I'm guessing this will be their version of what normal beings call a compromise, sure you can have your own clients, but you have to use our SDK. We'll fill your client full of bloat, and shut it down if you dare to make it useful.

first pORost (-1, Troll)

Anonymous Coward | more than 8 years ago | (#14857686)

Setup for a lawsuit??? (2, Interesting)

RhettLivingston (544140) | more than 8 years ago | (#14857845)

With the limitations imposed by the license, there doesn't seem to be much value to this. Thinking out of the box though, perhaps it is a setup for new lawsuits against the other clients cracking into the network. By opening up, even to this limited extent, they may be countering some of the arguments anticipated where other clients are claiming that AOL left them no viable alternative other than reverse engineering the protocols and cracking in.

Open AIM does NOT provide IM interop (0, Redundant)

sreekotay (955693) | more than 8 years ago | (#14857933)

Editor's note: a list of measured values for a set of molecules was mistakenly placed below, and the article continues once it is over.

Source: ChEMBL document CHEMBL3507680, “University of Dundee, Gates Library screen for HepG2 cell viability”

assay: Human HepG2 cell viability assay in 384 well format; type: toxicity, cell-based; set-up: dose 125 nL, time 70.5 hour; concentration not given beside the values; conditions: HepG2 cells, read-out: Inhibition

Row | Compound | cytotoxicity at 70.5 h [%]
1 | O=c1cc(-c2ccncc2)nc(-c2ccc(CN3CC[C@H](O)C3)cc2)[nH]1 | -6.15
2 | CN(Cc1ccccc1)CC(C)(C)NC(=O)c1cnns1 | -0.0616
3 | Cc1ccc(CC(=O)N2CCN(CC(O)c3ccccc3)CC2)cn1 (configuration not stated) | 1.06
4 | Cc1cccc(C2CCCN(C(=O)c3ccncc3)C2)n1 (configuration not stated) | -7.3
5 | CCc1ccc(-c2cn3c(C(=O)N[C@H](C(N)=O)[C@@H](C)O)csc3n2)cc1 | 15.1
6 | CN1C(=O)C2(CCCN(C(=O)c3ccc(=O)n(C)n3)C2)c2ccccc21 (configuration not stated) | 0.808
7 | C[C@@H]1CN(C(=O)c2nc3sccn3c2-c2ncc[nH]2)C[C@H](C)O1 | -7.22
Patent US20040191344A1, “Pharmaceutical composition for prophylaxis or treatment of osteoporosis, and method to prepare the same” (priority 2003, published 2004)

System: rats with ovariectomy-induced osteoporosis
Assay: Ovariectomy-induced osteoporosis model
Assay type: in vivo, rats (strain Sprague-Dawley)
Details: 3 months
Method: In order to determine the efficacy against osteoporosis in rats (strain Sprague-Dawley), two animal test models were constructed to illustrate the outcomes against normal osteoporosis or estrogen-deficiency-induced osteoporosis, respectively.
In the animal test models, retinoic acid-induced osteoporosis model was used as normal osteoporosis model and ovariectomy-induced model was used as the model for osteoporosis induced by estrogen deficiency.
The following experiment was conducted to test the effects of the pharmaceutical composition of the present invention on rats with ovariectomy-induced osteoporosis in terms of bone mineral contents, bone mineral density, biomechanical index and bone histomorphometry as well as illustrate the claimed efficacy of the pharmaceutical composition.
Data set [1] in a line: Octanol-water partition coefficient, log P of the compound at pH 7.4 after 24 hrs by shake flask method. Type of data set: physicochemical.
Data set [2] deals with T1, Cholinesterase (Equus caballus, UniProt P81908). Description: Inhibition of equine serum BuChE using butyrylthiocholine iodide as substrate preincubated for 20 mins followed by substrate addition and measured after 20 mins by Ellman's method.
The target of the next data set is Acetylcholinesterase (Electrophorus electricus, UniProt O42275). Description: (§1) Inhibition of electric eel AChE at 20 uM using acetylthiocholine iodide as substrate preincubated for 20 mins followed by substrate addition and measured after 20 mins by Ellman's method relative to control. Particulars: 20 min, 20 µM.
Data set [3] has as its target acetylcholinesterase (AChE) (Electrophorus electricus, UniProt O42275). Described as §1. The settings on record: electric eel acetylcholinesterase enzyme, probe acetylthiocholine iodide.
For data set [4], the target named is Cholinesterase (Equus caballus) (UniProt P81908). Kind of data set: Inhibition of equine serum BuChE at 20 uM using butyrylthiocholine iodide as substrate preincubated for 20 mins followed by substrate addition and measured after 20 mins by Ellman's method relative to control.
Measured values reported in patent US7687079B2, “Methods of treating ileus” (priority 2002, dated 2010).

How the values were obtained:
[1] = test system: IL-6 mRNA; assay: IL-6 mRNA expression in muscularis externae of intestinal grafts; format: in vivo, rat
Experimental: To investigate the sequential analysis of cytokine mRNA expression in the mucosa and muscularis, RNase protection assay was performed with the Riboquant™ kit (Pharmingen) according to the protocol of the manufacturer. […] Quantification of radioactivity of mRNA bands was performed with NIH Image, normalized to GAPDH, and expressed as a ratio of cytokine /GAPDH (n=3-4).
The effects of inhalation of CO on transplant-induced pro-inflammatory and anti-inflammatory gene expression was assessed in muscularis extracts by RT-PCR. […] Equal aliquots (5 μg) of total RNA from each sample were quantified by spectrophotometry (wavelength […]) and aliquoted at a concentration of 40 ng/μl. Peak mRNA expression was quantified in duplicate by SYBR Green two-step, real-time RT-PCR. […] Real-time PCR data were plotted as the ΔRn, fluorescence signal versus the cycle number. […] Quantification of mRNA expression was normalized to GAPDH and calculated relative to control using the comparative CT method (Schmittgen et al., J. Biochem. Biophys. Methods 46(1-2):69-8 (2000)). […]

From my blog [kotay.com]

"Fundamentally, the newly announced (and extended) Open AIM SDK will enable developers to enhance the AIM network's reach and functionality.

What can you do with it: - Extend AIM Triton at a low level - Embed AIM functionality in your own applications - Create your own version of the AIM client - Embed presence functionality and communications touchpoints in web applications

To be clear: there are some restrictions and limitations on the ways in which you can leverage the AIM services we've made available, as we feel our way through the operational and business implications. But this should open up a broad set of possible applications on top of the AIM network and namespace immediately.

In particular, Open AIM does NOT provide IM network interop with other Instant Messaging networks, at this time."

*Translation* (0)

ninja_assault_kitten (883141) | more than 8 years ago | (#14857961)

We're pretty fucking worried about the new MSN Messenger/MS Office/MS Outlook integration that's going to be available in a few months.